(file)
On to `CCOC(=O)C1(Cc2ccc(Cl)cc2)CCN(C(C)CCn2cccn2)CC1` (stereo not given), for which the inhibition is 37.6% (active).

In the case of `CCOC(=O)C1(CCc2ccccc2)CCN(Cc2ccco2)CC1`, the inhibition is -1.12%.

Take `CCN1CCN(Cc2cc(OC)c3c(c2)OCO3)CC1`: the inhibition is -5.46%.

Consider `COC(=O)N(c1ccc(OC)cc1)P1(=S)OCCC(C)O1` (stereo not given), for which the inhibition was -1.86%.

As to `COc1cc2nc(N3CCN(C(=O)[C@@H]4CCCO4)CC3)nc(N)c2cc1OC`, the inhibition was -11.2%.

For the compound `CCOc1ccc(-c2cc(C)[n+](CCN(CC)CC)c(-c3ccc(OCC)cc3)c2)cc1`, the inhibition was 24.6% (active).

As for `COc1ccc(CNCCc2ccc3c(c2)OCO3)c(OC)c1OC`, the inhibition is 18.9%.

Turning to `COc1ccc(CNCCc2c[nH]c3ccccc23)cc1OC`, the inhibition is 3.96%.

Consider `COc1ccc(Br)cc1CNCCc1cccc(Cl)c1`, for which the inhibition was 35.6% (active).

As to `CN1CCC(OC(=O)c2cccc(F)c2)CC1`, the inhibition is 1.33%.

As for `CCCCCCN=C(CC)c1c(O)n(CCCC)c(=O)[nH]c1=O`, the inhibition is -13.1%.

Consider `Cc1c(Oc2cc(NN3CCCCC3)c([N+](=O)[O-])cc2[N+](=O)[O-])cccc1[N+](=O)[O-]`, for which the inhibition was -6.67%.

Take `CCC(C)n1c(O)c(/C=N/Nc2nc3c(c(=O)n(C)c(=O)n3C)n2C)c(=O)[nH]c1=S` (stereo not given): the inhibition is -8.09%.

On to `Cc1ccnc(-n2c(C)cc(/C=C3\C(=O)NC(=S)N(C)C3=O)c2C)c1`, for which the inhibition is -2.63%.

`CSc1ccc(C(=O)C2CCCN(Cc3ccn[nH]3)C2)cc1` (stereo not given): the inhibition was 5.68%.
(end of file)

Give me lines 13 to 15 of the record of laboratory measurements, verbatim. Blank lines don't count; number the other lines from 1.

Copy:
Take `CCC(C)n1c(O)c(/C=N/Nc2nc3c(c(=O)n(C)c(=O)n3C)n2C)c(=O)[nH]c1=S` (stereo not given): the inhibition is -8.09%.

On to `Cc1ccnc(-n2c(C)cc(/C=C3\C(=O)NC(=S)N(C)C3=O)c2C)c1`, for which the inhibition is -2.63%.

`CSc1ccc(C(=O)C2CCCN(Cc3ccn[nH]3)C2)cc1` (stereo not given): the inhibition was 5.68%.